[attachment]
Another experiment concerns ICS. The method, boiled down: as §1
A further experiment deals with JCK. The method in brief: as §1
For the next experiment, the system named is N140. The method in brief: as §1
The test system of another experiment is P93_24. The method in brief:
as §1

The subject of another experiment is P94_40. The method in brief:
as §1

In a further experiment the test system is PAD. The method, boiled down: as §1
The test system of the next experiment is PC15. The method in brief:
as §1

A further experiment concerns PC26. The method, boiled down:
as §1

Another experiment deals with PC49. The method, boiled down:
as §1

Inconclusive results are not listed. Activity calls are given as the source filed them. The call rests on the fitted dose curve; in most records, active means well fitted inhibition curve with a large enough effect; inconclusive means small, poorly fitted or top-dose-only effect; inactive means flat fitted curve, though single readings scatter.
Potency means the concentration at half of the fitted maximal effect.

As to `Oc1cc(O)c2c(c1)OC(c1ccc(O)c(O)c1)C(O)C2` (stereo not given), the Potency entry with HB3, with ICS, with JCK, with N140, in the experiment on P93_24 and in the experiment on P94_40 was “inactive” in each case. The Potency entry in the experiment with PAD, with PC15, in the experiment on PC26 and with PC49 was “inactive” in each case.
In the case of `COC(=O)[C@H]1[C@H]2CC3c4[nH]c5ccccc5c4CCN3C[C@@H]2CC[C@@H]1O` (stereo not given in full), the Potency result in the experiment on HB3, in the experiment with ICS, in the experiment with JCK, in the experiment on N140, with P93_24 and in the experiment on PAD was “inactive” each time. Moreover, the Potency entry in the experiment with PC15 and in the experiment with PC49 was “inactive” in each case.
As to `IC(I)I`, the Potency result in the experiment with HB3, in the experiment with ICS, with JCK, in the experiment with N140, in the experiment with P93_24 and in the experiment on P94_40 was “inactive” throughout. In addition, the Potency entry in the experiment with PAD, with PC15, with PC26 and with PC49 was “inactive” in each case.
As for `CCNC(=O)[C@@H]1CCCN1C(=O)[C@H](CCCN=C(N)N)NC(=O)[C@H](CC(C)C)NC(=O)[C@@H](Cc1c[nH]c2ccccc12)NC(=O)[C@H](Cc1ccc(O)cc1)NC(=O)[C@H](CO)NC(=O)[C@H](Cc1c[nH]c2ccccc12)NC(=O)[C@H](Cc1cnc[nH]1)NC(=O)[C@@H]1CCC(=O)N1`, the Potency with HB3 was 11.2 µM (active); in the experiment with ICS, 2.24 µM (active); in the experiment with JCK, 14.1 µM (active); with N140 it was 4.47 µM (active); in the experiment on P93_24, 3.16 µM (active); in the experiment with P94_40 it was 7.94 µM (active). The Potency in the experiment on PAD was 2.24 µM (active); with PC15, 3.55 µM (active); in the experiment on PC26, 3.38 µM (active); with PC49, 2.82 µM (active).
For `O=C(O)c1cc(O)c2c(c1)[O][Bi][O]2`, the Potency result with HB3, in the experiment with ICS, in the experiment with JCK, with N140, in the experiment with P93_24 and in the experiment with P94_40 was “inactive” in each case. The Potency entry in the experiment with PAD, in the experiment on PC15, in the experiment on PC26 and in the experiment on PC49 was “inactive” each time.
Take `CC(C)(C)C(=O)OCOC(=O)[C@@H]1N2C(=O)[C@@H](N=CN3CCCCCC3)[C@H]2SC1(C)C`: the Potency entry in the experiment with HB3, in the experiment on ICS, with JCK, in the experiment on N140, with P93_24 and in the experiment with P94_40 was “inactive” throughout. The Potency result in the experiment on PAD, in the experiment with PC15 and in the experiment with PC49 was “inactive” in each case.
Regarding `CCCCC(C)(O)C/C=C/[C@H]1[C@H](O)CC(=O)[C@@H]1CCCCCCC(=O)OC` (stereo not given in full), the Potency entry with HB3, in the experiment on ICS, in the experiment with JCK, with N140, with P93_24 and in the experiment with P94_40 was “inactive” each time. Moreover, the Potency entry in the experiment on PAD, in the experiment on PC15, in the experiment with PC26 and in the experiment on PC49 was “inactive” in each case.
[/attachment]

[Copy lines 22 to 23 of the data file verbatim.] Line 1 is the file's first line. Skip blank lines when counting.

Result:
Take `CC(C)(C)C(=O)OCOC(=O)[C@@H]1N2C(=O)[C@@H](N=CN3CCCCCC3)[C@H]2SC1(C)C`: the Potency entry in the experiment with HB3, in the experiment on ICS, with JCK, in the experiment on N140, with P93_24 and in the experiment with P94_40 was “inactive” throughout. The Potency result in the experiment on PAD, in the experiment with PC15 and in the experiment with PC49 was “inactive” in each case.
Regarding `CCCCC(C)(O)C/C=C/[C@H]1[C@H](O)CC(=O)[C@@H]1CCCCCCC(=O)OC` (stereo not given in full), the Potency entry with HB3, in the experiment on ICS, in the experiment with JCK, with N140, with P93_24 and in the experiment with P94_40 was “inactive” each time. Moreover, the Potency entry in the experiment on PAD, in the experiment on PC15, in the experiment with PC26 and in the experiment on PC49 was “inactive” in each case.